Youth-Oriented Business Incubators. 2013 was the year that technology innovation made explosive strides from the high street to the backstreets of Nigeria. Creative entrepreneurs and NGOs planted visible IT and Business Incubators across the country with the goal of developing the ideas and concepts of thousands of creative young entrepreneurs. Digital media businesses led to the development of countless indigenous mobile and software applications for smart phones, allowing young entrepreneurs to make generous profits in the process.
Emergence of ‘Solopreneurs.’ In 2013, Nigeria saw the emergence of hundreds of thousands of Solopreneurs in IT, media, sales and marketing, computer graphics, audio and video post-production, professional proposal writing, and mobile app designs. Bucking a decades-old trend, hundreds of thousands of graduates and professionals began hiring out their skills, rather than seeking traditional employment.
Year of Mergers: In business, professional sports teams, media companies, hospitals, NGOs, political parties, and even churches, mergers became the norm in 2013. In the process, wasteful duplication of resources was greatly reduced; strengths, skills and talents of the best minds were harnessed for greater efficiency; numerous newly merged entities began expanding the presence of their brands nationwide; while “excellence” and “value” began to take on new meaning.
Community-Based Crowd Sourcing: 2013 was the year that funding networks collaborated in win-win joint ventures between creative business types and investors, with the goal of moving large numbers into gainful business ownership. Funding Networks of like-minded venture philanthropists came together to fund small sized businesses that otherwise would not have been able to access traditional lending funds.
Virtual Offices Mushroomed. In an age of high rent costs in Lagos, Abuja, and many other major cities, limited access to state of the art communication and teleconferencing technology, meeting rooms, professional receptionists and secretarial staff, privately owned Virtual Offices began popping up all over the country. Instead of renting office space for a year or two in advance, many upwardly mobile entrepreneurs who do business on the go via smart phones, began to lease Virtual Office space and facilities per block of hours or days for meetings and teleconferences.
Respect for Humanity: In 2013, as Nigerians we showed greater respect for the humanity of our fellow citizens in the way we interacted with one another in speech and attitude, especially toward those we may have been tempted to think could never do anything for us. Once and for all, we banished the phrase “do you know who I am?” from our vocabulary. Men and women in positions of power humbly recognized they had a responsibility to serve.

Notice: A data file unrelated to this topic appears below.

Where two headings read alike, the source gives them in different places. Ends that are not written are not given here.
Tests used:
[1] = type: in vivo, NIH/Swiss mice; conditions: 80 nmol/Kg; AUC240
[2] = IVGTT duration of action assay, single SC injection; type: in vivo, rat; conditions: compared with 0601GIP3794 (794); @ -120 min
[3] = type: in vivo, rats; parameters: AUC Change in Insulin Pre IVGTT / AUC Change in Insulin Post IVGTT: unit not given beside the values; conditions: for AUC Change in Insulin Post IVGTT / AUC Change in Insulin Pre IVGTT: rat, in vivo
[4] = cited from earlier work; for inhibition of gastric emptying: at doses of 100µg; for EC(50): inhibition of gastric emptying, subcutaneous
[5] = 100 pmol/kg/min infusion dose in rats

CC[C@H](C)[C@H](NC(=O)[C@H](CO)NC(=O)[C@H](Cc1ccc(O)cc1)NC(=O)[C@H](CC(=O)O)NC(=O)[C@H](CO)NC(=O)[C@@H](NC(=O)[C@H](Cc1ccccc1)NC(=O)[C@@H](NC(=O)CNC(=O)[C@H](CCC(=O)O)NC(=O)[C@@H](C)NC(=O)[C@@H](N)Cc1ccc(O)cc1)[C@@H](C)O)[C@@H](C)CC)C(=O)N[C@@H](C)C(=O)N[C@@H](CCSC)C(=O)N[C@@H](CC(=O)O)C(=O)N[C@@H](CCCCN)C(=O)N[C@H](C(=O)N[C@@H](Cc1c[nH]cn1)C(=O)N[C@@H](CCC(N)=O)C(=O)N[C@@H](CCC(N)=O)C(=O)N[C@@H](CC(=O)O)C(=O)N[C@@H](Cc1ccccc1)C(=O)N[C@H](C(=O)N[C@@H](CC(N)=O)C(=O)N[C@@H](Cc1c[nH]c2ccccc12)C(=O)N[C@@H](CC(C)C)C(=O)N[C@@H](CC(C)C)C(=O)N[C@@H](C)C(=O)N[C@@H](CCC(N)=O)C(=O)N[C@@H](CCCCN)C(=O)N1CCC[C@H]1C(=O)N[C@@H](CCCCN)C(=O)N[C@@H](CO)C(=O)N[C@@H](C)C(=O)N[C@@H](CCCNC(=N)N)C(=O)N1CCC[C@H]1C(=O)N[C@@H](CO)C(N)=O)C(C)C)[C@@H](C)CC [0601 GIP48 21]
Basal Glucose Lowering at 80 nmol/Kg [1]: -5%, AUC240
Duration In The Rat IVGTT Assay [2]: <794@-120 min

“Transform Nigeria” became a popular slogan in 2013 as Government leaders and proven private sector stakeholders had a meeting of the minds. The tremendous value of a maintenance culture finally dawned on our collective consciousness. Following the public outcry that came on the heels of the scandalous amounts of Naira mentioned in the construction of an Aso Rock Banquet Hall and a new Vice Presidential Mansion in 2012, a nation-wide list of strategic projects in roads, schools, hospitals, stadiums, airports, and buildings, were identified, evaluated, and contracted out for complete overhauls.
The end result was that hundreds of thousands of Nigerians became gainfully employed; monumental eyesores became shimmering landmarks of excellence; community-wide pride of ownership became the norm; and since like tends to beget like, the rehabilitation and maintenance culture had a domino effect throughout Nigeria.
Ethnic/Religious Harmony and Peace: Nigeria’s intelligence community backed by a cohesive military establishment, cooperated strategically to crack the nagging headache of ethnic and religious violence that in previous years had induced a climate of fear, cost thousands of innocent lives, billions in property damage, and untold billions in foreign investment dollars. 2013 saw the emergence of a new breed of well meaning, influential, articulate, calm, visionary, and bold religious leaders who took the proverbial bull by the horns and built bridges of peace in practical ways that spoke volumes to the millions who listen to, and hold on to their every word.